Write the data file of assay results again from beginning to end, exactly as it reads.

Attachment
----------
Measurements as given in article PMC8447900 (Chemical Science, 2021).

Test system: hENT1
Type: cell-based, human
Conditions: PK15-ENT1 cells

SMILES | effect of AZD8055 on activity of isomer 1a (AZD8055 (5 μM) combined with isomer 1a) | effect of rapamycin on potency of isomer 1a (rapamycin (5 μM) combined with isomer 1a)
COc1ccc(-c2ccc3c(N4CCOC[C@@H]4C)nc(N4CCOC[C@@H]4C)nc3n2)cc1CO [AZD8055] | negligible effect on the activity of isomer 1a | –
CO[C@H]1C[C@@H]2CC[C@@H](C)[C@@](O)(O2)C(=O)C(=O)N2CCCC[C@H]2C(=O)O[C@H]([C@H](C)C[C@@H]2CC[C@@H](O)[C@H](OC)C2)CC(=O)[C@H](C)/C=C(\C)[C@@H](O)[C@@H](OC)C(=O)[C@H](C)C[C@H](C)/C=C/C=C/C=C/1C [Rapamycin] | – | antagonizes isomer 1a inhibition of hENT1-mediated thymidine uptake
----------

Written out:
Measurements as given in article PMC8447900 (Chemical Science, 2021).

Test system: hENT1
Type: cell-based, human
Conditions: PK15-ENT1 cells

SMILES | effect of AZD8055 on activity of isomer 1a (AZD8055 (5 μM) combined with isomer 1a) | effect of rapamycin on potency of isomer 1a (rapamycin (5 μM) combined with isomer 1a)
COc1ccc(-c2ccc3c(N4CCOC[C@@H]4C)nc(N4CCOC[C@@H]4C)nc3n2)cc1CO [AZD8055] | negligible effect on the activity of isomer 1a | –
CO[C@H]1C[C@@H]2CC[C@@H](C)[C@@](O)(O2)C(=O)C(=O)N2CCCC[C@H]2C(=O)O[C@H]([C@H](C)C[C@@H]2CC[C@@H](O)[C@H](OC)C2)CC(=O)[C@H](C)/C=C(\C)[C@@H](O)[C@@H](OC)C(=O)[C@H](C)C[C@H](C)/C=C/C=C/C=C/1C [Rapamycin] | – | antagonizes isomer 1a inhibition of hENT1-mediated thymidine uptake